Monetary Policy: RBI lowers inflation, GVA projection
- RBI revises headline inflation lower at 2-3.5% range in first half of FY18 and 4.5% in the second half.
- RBI said that the cooling of inflation in the month of April raised several issues before the projection of headline inflation.
- RBI revised GVA estimates 10 basis points lower to 7.3% for FY18.
Reserve Bank of India (RBI) announced its second bi-monthly monetary policy for the current fiscal and decided to keep repo rate and reverse repo rates unchanged at 6.25% and 6% respectively. However, it lowered inflation and India's GVA growth projections.
“The decision of the MPC is consistent with a neutral stance of monetary policy in consonance with the objective of achieving the medium-term target for consumer price index (CPI) inflation of 4% within a band of +/- 2%, while supporting growth,” Reserve Bank of India (RBI) said.
The six-member Monetary Policy Committee (MPC) was headed by Reserve Bank of India (RBI) Governor Urjit Patel.
RBI cut projected headline inflation in the range of 2-3.5% from earlier 4.5% for the first half of this fiscal.
“If the configurations evident in April are sustained, then absent policy interventions, headline inflation is projected in the range of 2.0-3.5 per cent in the first half of the year and 3.5-4.5 per cent in the second half,” RBI said.
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Inflationary pressure subsided over the past two months with Consumer Price Inflation (CPI) that examines the weighted average of prices of a basket of consumer goods and services, cooling to 2.99% Year-on-Year (YoY) in April from an average of 4.5% YoY in FY17. Wholesale Price Index (WPI) inflation dropped to a four-month low of 3.85% in April as both food articles and manufactured items showed cooling in prices.
RBI said that the cooling of inflation in the month of April raised several issues which needed to be factored in while projecting inflation.
“First, it needs to be assessed as to whether or not the unusually low momentum in the reading for April will endure. Second, the prices of pulses are clearly reeling under the impact of a supply glut caused by record output and imports. Policy interventions, including access to open trade, may be envisaged to arrest the slump in prices. Third, the accumulated downward adjustment in the prices of petrol and diesel effected in April has been largely reversed on June 1. Fourth, the easing of inflation excluding food and fuel may be transient in view of its underlying stickiness in a situation of rising rural wage growth and strong consumption demand,” RBI said.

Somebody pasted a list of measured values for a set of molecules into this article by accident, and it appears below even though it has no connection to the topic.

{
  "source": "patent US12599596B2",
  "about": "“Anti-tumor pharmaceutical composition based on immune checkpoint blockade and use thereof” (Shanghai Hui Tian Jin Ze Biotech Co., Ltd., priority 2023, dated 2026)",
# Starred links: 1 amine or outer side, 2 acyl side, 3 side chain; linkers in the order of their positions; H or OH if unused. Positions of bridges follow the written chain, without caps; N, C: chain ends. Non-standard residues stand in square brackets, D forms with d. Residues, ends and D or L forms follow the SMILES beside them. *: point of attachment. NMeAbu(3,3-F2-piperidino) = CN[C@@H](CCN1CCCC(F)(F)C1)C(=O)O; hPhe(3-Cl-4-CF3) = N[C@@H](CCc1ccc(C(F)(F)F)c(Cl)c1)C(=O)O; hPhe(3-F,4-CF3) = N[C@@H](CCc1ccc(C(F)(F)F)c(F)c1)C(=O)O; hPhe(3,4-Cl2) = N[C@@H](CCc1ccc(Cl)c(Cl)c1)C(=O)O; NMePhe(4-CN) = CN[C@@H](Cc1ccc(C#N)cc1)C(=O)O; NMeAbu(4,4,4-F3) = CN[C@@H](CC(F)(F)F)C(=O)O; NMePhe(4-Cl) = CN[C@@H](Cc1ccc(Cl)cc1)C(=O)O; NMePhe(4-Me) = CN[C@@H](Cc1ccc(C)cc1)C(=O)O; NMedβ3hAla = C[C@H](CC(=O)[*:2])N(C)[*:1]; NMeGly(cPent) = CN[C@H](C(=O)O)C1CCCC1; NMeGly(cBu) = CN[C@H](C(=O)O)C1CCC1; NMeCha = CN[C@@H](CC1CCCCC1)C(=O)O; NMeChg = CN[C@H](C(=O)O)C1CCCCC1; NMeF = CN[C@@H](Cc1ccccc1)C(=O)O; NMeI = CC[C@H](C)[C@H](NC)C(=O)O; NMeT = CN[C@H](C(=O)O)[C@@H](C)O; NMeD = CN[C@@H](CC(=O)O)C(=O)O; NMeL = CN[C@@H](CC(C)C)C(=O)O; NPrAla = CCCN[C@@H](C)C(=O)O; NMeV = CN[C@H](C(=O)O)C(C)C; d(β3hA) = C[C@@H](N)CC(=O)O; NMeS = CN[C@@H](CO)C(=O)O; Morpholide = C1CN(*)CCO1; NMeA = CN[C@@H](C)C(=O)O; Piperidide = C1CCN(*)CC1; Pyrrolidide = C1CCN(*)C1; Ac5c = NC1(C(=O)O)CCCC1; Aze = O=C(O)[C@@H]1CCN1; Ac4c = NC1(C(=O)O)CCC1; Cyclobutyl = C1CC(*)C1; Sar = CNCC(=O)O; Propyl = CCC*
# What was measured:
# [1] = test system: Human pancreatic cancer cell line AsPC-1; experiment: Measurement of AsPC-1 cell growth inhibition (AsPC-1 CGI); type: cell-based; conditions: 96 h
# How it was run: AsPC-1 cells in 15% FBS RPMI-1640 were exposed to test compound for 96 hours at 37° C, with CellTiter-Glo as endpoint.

The policy cut statutory liquidity rates by 50 basis points to 20% starting from June 24.
On liquidity the RBI said the government re-injected liquidity into the system, raising the daily average overall surplus liquidity in the banking system to Rs 4.2 lakh crore in April and Rs 3.5 lakh crore in May.
“82.6% of the economy is remonetised,” RBI said.
RBI also confirmed that the implementation of the GST is not expected to have a material impact on overall inflation, as spoken of by many analysts.
“As the year progresses, underlying inflation pressures, especially input costs, wages and imported inflation, will have to be closely and continuously monitored,” RBI added.
RBI said that the current account deficit (CAD) for the year 2016-17 would remain within 1% of GDP. The RBI pegged growth of real gross value added (GVA) for FY17 at 6.6%, which was 0.1% point lower than the second advance estimates released in February 2017.
“With the CSO’s provisional estimates for 2016-17, the projection of real GVA growth for 2017-18 has accordingly been revised 10 bps downwards from the April 2017 projection to 7.3 per cent, with risks evenly balanced,” RBI said.